Chaturon demands 'reason' for passport revocation

Chaturon demands 'reason' for passport revocation

Chaturon Chaisaeng, a leading member of Pheu Thai Party and cabinet member in the former Yingluck government, went to Department of Consular Affairs on Thursday seeking an explanation for the revocation of his passports. (Post Today photo)
Chaturon Chaisaeng, a leading member of Pheu Thai Party and cabinet member in the former Yingluck government, went to Department of Consular Affairs on Thursday seeking an explanation for the revocation of his passports. (Post Today photo)

Former education minister Chaturon Chaisaeng on Thursday asked the Department of Consular Affairs to explain just why his passports were revoked.

The former acting Pheu Thai Party leader submitted a formal request directly to department’s director-general Thongchai Chasawat.

He said the cancelling of his passports -- his ordinary passport and his expired diplomatic passport - made him a "second class citizen" and deprived of the right to travel abroad. 

Mr Chaturon demanded the department give him a written clarification within 15 days. He threatened to take the matter to court if there was no explanation by then and if his documents are not returned.

The former education minister said the military court had approved his requests to travel abroad three or four times during the past 12 months.

However, the NCPO recently rejected two requests, saying he had criticised them too much.

Mr Chaturon called on the department to review its decision and give him justice in its handling of this matter.

Mr Chaturon was issued a diplomatic passport when he was a cabinet member in the former Yingluck government. He was expected to return it after he left office, but did not do so.

Soldiers arrested the leading Pheu Thai figure after he held a press conference to denounce the coup at the Foreign Correspondents' Club in Bangkok on May 27 last year. He was detained for 11 days before the military court granted him bail on condition he must not take part in political gatherings or incite public disorder.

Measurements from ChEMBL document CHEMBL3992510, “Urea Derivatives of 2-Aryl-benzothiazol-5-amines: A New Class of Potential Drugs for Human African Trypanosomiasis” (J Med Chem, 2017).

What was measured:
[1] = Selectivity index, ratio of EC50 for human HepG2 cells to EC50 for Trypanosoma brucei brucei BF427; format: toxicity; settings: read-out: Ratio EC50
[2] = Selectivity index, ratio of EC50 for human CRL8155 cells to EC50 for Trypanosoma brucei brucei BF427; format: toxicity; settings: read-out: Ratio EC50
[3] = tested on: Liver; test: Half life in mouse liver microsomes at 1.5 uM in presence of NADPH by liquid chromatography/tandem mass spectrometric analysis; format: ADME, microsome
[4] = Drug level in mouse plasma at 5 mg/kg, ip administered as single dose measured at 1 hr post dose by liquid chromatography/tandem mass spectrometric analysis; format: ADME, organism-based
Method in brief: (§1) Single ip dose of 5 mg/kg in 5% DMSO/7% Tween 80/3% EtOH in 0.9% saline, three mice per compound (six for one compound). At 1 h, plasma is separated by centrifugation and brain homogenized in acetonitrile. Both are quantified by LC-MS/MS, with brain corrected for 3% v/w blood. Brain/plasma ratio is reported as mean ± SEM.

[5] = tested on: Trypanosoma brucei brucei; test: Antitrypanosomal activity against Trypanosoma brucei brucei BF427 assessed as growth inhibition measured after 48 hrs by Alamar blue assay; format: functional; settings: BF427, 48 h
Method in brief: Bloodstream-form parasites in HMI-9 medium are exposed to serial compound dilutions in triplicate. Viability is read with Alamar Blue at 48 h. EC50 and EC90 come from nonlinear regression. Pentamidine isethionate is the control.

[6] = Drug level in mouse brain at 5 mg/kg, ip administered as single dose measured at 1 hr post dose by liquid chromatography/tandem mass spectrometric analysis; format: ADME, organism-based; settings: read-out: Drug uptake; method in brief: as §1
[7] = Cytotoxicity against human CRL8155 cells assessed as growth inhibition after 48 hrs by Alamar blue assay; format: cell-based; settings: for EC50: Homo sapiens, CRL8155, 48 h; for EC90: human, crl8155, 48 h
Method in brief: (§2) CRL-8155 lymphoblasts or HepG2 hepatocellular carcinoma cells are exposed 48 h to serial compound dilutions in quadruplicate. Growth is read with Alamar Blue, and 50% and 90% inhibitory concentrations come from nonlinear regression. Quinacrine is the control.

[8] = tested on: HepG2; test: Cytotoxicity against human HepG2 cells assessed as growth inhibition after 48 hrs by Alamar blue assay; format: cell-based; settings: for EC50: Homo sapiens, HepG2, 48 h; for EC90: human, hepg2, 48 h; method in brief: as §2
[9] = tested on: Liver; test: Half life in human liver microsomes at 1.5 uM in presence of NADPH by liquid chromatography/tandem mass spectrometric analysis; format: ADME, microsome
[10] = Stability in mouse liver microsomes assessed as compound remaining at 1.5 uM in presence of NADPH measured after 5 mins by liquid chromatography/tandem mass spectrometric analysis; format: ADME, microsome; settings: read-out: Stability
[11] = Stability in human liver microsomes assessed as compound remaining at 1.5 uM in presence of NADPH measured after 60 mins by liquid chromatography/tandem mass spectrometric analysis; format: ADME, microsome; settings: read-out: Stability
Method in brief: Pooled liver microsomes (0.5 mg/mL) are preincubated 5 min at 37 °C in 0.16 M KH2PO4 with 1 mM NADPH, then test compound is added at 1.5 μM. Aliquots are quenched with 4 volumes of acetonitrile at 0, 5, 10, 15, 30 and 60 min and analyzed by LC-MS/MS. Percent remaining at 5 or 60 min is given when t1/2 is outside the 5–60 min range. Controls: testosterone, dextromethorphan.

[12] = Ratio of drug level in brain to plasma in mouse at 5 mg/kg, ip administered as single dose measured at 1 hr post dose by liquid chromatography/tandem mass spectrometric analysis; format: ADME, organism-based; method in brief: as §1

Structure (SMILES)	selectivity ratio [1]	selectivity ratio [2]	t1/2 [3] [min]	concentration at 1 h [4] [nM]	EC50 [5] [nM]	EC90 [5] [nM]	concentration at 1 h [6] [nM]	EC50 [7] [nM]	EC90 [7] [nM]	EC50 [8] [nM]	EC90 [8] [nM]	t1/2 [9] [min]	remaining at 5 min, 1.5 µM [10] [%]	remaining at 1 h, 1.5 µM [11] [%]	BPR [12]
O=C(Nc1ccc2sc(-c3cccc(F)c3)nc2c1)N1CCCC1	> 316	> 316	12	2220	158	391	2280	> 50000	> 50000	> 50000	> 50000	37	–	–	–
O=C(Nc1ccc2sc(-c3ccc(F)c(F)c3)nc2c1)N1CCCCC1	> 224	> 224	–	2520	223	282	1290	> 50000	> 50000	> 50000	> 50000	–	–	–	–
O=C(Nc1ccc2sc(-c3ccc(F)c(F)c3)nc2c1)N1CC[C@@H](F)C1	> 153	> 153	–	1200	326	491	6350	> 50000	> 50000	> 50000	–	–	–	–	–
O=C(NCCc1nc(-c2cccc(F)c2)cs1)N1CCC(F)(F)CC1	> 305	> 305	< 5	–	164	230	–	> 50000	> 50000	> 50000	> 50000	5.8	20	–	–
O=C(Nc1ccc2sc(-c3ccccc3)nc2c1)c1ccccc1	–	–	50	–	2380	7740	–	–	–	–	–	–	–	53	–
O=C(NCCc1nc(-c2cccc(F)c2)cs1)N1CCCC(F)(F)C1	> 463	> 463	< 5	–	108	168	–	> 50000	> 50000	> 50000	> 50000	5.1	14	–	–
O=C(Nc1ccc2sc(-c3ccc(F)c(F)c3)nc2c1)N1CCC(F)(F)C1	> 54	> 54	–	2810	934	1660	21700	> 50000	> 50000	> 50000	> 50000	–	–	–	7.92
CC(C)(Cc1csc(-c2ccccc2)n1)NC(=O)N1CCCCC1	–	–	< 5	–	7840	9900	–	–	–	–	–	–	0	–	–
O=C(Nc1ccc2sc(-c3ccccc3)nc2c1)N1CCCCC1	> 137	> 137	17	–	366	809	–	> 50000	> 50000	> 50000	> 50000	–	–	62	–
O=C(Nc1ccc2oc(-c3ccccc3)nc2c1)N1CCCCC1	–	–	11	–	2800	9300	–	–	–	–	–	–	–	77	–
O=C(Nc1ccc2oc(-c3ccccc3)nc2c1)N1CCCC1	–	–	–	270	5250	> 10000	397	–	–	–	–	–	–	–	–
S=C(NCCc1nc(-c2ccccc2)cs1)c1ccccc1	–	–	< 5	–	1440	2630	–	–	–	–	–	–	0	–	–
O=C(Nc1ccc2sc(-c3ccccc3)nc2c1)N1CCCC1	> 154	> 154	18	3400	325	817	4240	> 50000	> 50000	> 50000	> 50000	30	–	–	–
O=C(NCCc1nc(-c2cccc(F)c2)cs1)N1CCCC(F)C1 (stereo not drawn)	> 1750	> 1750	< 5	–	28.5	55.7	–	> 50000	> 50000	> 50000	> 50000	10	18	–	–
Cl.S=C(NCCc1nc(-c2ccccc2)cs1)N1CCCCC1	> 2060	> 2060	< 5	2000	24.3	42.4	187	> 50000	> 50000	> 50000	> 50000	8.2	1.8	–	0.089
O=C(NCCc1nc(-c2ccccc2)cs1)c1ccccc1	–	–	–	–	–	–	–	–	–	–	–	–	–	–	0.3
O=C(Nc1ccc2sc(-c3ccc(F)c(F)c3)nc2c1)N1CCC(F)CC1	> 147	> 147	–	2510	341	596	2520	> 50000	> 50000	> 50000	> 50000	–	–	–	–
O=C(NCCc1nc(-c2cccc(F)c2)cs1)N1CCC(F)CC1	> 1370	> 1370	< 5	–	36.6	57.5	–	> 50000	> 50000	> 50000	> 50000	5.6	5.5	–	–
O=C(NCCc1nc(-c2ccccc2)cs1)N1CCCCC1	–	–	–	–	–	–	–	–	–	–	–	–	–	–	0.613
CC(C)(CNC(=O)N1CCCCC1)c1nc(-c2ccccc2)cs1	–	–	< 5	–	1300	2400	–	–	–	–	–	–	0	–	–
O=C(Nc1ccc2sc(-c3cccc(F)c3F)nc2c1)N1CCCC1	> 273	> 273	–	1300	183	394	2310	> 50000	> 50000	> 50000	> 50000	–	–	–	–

Mr Chaturon, however, continued to openly criticise the work of the government and the junta's National Council for Peace and Order.   

A source at the Ministry of Foreign Affairs said on Wednesday the Royal Thai Police sent a request two weeks ago asking the ministry to revoke all of Mr Chaturon’s passports, citing his criticism of the regime and his pending court case for defying the NCPO’s summons to report in, and inciting unrest. 

Prime Minister Prayut Chan-o-cha said on Thursday authorities had revoked Mr Chaturon’s passports because he kept “making the same mistakes over and over” and despite being warned a dozen times. 

The premier did not elaborate on "the mistakes" Mr Chaturon had allegedly made but it apparently referred to the veteran politician's frequent criticism of the government and the NCPO since he was bailed last year.

“Let’s look at their behaviour. If they are warned several times and don’t obey, then there must be some degree of punishment,” Gen Prayut said. "If they don’t want to be punished, then wait until we have a [new] constitution and elections.”



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